Still, there are cheaper options out there. It isn’t the greatest look for Google from a pure coverage standpoint that something like TP-Link’s Deco setup comes with more mesh points for $159.99. I can’t directly compare performance between Nest Wifi and its cheaper competitors, but their existence is worth noting, at least.
Simple setup and powerful performance
If you’re wary about Nest Wifi’s somewhat high price not being worth it, let me allay those fears a little bit. Internet signal has been a constant headache in my apartment for more than a year, and Nest Wifi more or less fixed it in about 10 minutes. From a pure performance perspective, it’s tough not to be impressed.
Setting up Nest Wifi is comically easy, with the caveat that you need to do it through Google’s ecosystem, of course. To start, I had to download the Google Home mobile app, log into my Google account, and unplug the router I normally use. After plugging in the Nest router, all I had to do was follow the instructions in the Home app, most of which involved waiting for the router and the wifi point to turn on and connect with each other.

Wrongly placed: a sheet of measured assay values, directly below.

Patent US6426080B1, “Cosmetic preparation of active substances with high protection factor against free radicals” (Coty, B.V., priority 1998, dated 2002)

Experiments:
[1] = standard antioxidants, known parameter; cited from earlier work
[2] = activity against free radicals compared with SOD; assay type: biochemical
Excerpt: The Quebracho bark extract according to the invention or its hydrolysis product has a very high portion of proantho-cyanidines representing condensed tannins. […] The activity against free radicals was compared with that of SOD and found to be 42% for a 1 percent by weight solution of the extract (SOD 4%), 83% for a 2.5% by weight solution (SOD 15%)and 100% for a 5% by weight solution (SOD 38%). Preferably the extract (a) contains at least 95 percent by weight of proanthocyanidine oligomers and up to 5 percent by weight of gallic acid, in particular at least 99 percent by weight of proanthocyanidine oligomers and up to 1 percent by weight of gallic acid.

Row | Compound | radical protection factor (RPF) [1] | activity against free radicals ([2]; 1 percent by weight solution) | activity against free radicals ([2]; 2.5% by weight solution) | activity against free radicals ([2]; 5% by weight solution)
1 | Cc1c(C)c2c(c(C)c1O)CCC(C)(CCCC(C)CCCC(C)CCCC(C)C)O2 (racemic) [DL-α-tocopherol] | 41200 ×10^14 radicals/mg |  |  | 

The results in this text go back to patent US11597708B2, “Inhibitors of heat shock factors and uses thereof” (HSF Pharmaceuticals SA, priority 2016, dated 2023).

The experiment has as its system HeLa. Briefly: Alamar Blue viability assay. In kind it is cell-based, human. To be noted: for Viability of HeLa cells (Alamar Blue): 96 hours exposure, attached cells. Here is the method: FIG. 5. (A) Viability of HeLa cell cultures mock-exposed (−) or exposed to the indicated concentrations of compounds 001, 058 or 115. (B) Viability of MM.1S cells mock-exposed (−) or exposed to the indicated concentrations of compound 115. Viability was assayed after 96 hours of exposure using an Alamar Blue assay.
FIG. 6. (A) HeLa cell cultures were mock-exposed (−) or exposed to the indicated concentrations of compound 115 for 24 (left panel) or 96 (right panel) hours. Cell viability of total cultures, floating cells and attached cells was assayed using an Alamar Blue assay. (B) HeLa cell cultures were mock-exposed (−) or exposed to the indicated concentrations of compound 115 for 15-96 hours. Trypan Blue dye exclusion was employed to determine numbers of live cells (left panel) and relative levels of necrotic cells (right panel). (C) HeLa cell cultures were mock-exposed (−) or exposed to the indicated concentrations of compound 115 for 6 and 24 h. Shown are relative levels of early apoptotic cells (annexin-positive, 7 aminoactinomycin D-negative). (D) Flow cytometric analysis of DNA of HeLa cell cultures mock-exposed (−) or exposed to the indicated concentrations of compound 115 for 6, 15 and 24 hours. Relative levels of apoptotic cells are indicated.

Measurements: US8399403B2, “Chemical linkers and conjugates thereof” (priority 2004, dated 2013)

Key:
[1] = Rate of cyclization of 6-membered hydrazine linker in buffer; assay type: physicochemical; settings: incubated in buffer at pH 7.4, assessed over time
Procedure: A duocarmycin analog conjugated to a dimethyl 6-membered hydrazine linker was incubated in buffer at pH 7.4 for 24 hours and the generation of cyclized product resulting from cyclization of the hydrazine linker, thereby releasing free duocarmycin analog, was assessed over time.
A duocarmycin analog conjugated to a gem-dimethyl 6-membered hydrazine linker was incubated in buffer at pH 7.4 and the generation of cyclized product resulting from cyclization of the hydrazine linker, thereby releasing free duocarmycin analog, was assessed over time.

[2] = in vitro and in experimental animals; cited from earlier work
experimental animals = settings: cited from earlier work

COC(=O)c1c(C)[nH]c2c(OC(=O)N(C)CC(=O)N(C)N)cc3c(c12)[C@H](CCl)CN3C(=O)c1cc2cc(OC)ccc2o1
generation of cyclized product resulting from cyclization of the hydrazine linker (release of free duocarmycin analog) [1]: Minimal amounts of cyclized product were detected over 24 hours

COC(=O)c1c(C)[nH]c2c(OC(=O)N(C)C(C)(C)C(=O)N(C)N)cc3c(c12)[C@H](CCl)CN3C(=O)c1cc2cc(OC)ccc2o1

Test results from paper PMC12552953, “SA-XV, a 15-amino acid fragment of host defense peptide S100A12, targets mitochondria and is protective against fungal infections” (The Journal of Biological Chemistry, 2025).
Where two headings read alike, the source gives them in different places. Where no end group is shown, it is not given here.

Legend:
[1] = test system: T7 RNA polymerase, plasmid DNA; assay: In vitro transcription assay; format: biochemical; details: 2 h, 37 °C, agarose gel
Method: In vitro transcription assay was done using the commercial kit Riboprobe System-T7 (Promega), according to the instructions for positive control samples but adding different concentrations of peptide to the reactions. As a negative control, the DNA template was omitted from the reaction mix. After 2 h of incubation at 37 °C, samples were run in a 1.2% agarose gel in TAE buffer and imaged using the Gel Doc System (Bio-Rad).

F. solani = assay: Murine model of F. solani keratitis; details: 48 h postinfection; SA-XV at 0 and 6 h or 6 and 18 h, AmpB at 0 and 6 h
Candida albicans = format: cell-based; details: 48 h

I had to fiddle with the placement of the point a little bit due to the unaccommodating shape of my apartment, but the good news is, you can do that without any real fuss. It takes a good 30 to 45 seconds to boot back up after you plug it into a new wall outlet, but there’s no additional setup needed.
All told, after 10 minutes or so, the dead zones in my place were brimming with internet life. The extended signal wasn’t as powerful as the one in the same room as the router, but it was more than usable for modern needs like streaming and remote working. For the numbers-obsessed among you, the area that used to be a wifi graveyard consistently got between 25 and 50 Mbps of download speed.